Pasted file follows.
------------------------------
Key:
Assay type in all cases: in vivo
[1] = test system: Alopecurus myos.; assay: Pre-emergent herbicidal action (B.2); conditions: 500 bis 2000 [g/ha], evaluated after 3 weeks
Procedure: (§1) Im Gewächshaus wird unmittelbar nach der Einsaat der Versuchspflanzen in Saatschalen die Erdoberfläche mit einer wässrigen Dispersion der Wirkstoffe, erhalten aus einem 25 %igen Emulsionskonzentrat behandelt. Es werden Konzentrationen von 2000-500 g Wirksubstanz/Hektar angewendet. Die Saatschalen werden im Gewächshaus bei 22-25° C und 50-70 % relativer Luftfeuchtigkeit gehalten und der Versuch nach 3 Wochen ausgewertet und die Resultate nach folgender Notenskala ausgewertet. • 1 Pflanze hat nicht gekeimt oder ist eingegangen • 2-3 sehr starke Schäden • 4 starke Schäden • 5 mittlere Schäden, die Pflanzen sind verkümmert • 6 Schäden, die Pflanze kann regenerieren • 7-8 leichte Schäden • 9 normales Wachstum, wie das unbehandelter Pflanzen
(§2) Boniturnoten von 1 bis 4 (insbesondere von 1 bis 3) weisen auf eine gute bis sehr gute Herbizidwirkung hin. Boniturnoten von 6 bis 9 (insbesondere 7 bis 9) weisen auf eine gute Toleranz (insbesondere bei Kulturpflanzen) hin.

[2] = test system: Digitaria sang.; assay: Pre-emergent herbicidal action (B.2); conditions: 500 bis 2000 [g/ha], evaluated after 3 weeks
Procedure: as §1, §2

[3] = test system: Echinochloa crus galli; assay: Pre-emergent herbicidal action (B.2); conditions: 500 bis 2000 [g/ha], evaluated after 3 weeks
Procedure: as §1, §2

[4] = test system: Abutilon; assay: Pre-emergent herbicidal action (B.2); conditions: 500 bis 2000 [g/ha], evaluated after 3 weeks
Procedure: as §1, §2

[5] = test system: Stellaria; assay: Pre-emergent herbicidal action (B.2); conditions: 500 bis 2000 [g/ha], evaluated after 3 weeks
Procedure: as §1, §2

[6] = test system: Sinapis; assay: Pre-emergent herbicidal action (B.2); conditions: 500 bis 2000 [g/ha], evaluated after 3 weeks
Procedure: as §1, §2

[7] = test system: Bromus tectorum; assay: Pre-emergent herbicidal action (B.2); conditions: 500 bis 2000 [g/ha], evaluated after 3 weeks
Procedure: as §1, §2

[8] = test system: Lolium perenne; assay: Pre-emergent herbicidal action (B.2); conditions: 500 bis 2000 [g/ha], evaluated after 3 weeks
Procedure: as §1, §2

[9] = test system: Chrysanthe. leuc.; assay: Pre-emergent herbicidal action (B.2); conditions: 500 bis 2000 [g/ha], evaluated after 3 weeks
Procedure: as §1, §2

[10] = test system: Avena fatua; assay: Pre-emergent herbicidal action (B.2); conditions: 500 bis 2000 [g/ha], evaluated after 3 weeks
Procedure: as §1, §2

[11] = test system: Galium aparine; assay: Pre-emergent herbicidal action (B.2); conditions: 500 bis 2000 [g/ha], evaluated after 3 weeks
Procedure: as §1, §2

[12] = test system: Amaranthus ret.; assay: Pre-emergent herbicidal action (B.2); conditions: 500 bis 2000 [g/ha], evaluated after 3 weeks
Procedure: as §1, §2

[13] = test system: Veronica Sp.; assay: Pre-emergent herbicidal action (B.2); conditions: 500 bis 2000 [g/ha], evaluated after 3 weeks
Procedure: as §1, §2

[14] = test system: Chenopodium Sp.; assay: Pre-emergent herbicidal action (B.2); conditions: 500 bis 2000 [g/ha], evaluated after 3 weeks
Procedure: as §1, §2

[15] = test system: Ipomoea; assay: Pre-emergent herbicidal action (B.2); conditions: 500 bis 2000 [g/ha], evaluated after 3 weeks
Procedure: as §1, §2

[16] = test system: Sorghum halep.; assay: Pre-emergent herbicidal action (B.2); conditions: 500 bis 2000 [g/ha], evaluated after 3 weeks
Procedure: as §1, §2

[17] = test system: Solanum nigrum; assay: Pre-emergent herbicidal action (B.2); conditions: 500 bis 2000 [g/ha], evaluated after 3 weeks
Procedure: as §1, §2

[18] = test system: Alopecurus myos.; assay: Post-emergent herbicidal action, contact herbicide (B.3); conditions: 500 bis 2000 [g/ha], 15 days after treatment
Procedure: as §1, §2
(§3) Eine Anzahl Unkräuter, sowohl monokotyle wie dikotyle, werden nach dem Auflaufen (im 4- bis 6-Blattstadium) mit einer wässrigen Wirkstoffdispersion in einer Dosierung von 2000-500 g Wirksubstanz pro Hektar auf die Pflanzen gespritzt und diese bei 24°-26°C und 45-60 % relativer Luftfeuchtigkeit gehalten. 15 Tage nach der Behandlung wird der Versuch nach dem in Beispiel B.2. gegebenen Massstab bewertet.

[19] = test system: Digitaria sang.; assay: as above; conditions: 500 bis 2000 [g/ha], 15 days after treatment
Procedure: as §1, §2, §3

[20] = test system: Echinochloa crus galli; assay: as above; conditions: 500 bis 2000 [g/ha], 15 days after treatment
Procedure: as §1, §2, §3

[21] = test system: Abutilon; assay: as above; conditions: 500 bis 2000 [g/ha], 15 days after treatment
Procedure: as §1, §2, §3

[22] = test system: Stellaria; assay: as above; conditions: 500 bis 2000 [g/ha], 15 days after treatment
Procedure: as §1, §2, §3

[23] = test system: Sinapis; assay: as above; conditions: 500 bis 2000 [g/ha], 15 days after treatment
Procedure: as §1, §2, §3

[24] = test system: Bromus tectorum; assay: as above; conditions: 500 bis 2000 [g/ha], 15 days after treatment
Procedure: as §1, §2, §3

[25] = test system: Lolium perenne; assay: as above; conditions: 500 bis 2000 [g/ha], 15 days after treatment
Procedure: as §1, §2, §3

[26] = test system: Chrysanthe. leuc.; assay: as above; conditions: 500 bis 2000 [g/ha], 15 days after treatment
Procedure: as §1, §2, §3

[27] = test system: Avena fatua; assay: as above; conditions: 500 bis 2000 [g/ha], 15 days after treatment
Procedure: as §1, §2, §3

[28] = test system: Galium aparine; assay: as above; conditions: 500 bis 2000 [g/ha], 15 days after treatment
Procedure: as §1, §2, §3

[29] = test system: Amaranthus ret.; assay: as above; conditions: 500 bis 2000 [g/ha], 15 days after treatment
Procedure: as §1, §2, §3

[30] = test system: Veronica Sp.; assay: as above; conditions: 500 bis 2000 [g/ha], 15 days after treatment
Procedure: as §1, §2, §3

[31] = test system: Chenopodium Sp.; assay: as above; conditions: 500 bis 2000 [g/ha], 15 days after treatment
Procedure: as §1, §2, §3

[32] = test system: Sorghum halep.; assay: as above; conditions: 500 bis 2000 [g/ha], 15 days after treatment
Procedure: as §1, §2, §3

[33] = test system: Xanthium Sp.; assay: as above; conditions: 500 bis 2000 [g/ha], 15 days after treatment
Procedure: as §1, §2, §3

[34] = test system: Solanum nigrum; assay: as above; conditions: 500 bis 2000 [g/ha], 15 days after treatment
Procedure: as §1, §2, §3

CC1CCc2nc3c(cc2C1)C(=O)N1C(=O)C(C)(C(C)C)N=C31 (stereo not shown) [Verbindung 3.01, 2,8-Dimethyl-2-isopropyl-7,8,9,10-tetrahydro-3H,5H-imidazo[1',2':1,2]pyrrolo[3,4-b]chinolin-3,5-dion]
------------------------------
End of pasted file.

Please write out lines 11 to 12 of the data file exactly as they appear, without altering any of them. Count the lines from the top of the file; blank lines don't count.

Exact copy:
Procedure: as §1, §2

[5] = test system: Stellaria; assay: Pre-emergent herbicidal action (B.2); conditions: 500 bis 2000 [g/ha], evaluated after 3 weeks